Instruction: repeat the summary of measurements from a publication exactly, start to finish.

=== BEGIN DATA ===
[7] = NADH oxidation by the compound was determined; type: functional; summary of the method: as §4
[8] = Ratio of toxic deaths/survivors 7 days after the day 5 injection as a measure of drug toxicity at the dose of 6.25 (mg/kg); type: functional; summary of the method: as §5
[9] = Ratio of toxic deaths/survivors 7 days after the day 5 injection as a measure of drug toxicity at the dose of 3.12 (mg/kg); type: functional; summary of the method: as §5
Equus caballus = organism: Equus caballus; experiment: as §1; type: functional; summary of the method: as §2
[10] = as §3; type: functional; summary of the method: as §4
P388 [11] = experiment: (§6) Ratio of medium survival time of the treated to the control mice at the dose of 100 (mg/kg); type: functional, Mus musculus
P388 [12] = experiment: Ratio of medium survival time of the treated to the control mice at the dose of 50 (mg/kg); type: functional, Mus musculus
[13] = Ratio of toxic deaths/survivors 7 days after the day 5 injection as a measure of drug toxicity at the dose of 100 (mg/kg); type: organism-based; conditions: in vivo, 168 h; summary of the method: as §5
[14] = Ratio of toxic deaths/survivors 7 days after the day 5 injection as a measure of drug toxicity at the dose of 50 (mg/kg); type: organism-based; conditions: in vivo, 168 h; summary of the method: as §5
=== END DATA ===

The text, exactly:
[7] = NADH oxidation by the compound was determined; type: functional; summary of the method: as §4
[8] = Ratio of toxic deaths/survivors 7 days after the day 5 injection as a measure of drug toxicity at the dose of 6.25 (mg/kg); type: functional; summary of the method: as §5
[9] = Ratio of toxic deaths/survivors 7 days after the day 5 injection as a measure of drug toxicity at the dose of 3.12 (mg/kg); type: functional; summary of the method: as §5
Equus caballus = organism: Equus caballus; experiment: as §1; type: functional; summary of the method: as §2
[10] = as §3; type: functional; summary of the method: as §4
P388 [11] = experiment: (§6) Ratio of medium survival time of the treated to the control mice at the dose of 100 (mg/kg); type: functional, Mus musculus
P388 [12] = experiment: Ratio of medium survival time of the treated to the control mice at the dose of 50 (mg/kg); type: functional, Mus musculus
[13] = Ratio of toxic deaths/survivors 7 days after the day 5 injection as a measure of drug toxicity at the dose of 100 (mg/kg); type: organism-based; conditions: in vivo, 168 h; summary of the method: as §5
[14] = Ratio of toxic deaths/survivors 7 days after the day 5 injection as a measure of drug toxicity at the dose of 50 (mg/kg); type: organism-based; conditions: in vivo, 168 h; summary of the method: as §5